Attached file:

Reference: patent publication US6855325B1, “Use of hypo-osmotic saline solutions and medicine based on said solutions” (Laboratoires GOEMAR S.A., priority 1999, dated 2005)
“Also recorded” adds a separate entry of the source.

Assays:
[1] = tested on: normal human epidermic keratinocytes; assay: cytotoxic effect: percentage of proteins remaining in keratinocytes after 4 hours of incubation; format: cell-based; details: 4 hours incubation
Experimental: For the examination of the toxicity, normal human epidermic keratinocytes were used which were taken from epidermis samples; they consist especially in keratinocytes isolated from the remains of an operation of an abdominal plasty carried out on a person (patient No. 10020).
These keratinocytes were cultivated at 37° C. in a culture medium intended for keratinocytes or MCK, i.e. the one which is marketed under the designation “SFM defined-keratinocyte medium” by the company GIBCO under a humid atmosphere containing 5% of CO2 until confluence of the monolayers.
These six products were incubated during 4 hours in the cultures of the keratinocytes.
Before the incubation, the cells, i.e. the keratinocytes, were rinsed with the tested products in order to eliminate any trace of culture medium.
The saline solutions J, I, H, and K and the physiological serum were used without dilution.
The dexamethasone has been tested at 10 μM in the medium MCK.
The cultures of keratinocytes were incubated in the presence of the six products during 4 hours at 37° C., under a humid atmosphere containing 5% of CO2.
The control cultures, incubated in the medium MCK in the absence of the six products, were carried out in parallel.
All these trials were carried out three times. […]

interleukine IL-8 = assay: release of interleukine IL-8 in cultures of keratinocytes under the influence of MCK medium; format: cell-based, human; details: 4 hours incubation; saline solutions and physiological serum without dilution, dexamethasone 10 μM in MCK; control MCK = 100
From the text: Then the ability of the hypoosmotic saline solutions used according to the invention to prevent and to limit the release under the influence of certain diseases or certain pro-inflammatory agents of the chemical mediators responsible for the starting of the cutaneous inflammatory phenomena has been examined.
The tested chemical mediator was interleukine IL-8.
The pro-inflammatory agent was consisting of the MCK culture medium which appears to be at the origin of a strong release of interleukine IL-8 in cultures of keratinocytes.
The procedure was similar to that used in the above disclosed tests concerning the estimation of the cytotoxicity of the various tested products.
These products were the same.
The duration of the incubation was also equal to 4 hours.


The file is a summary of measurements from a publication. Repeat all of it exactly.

Reference: patent publication US6855325B1, “Use of hypo-osmotic saline solutions and medicine based on said solutions” (Laboratoires GOEMAR S.A., priority 1999, dated 2005)
“Also recorded” adds a separate entry of the source.

Assays:
[1] = tested on: normal human epidermic keratinocytes; assay: cytotoxic effect: percentage of proteins remaining in keratinocytes after 4 hours of incubation; format: cell-based; details: 4 hours incubation
Experimental: For the examination of the toxicity, normal human epidermic keratinocytes were used which were taken from epidermis samples; they consist especially in keratinocytes isolated from the remains of an operation of an abdominal plasty carried out on a person (patient No. 10020).
These keratinocytes were cultivated at 37° C. in a culture medium intended for keratinocytes or MCK, i.e. the one which is marketed under the designation “SFM defined-keratinocyte medium” by the company GIBCO under a humid atmosphere containing 5% of CO2 until confluence of the monolayers.
These six products were incubated during 4 hours in the cultures of the keratinocytes.
Before the incubation, the cells, i.e. the keratinocytes, were rinsed with the tested products in order to eliminate any trace of culture medium.
The saline solutions J, I, H, and K and the physiological serum were used without dilution.
The dexamethasone has been tested at 10 μM in the medium MCK.
The cultures of keratinocytes were incubated in the presence of the six products during 4 hours at 37° C., under a humid atmosphere containing 5% of CO2.
The control cultures, incubated in the medium MCK in the absence of the six products, were carried out in parallel.
All these trials were carried out three times. […]

interleukine IL-8 = assay: release of interleukine IL-8 in cultures of keratinocytes under the influence of MCK medium; format: cell-based, human; details: 4 hours incubation; saline solutions and physiological serum without dilution, dexamethasone 10 μM in MCK; control MCK = 100
From the text: Then the ability of the hypoosmotic saline solutions used according to the invention to prevent and to limit the release under the influence of certain diseases or certain pro-inflammatory agents of the chemical mediators responsible for the starting of the cutaneous inflammatory phenomena has been examined.
The tested chemical mediator was interleukine IL-8.
The pro-inflammatory agent was consisting of the MCK culture medium which appears to be at the origin of a strong release of interleukine IL-8 in cultures of keratinocytes.
The procedure was similar to that used in the above disclosed tests concerning the estimation of the cytotoxicity of the various tested products.
These products were the same.
The duration of the incubation was also equal to 4 hours.